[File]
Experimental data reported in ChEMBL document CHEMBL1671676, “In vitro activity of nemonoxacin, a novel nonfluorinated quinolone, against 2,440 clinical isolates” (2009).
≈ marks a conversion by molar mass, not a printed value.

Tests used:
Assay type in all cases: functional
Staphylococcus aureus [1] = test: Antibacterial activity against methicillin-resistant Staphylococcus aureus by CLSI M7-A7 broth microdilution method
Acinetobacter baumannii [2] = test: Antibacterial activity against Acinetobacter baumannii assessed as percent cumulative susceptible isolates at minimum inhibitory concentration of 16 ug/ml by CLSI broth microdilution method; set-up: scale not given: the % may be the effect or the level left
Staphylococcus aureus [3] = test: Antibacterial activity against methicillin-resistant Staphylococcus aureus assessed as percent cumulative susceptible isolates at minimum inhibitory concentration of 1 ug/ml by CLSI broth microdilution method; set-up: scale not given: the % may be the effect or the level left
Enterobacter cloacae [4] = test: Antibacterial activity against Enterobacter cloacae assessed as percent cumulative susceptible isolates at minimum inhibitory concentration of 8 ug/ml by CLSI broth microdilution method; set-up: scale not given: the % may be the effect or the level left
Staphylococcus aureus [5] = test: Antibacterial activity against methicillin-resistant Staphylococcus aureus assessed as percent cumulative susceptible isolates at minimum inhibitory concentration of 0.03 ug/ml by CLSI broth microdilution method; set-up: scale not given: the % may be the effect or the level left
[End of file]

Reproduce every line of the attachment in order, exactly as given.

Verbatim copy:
Experimental data reported in ChEMBL document CHEMBL1671676, “In vitro activity of nemonoxacin, a novel nonfluorinated quinolone, against 2,440 clinical isolates” (2009).
≈ marks a conversion by molar mass, not a printed value.

Tests used:
Assay type in all cases: functional
Staphylococcus aureus [1] = test: Antibacterial activity against methicillin-resistant Staphylococcus aureus by CLSI M7-A7 broth microdilution method
Acinetobacter baumannii [2] = test: Antibacterial activity against Acinetobacter baumannii assessed as percent cumulative susceptible isolates at minimum inhibitory concentration of 16 ug/ml by CLSI broth microdilution method; set-up: scale not given: the % may be the effect or the level left
Staphylococcus aureus [3] = test: Antibacterial activity against methicillin-resistant Staphylococcus aureus assessed as percent cumulative susceptible isolates at minimum inhibitory concentration of 1 ug/ml by CLSI broth microdilution method; set-up: scale not given: the % may be the effect or the level left
Enterobacter cloacae [4] = test: Antibacterial activity against Enterobacter cloacae assessed as percent cumulative susceptible isolates at minimum inhibitory concentration of 8 ug/ml by CLSI broth microdilution method; set-up: scale not given: the % may be the effect or the level left
Staphylococcus aureus [5] = test: Antibacterial activity against methicillin-resistant Staphylococcus aureus assessed as percent cumulative susceptible isolates at minimum inhibitory concentration of 0.03 ug/ml by CLSI broth microdilution method; set-up: scale not given: the % may be the effect or the level left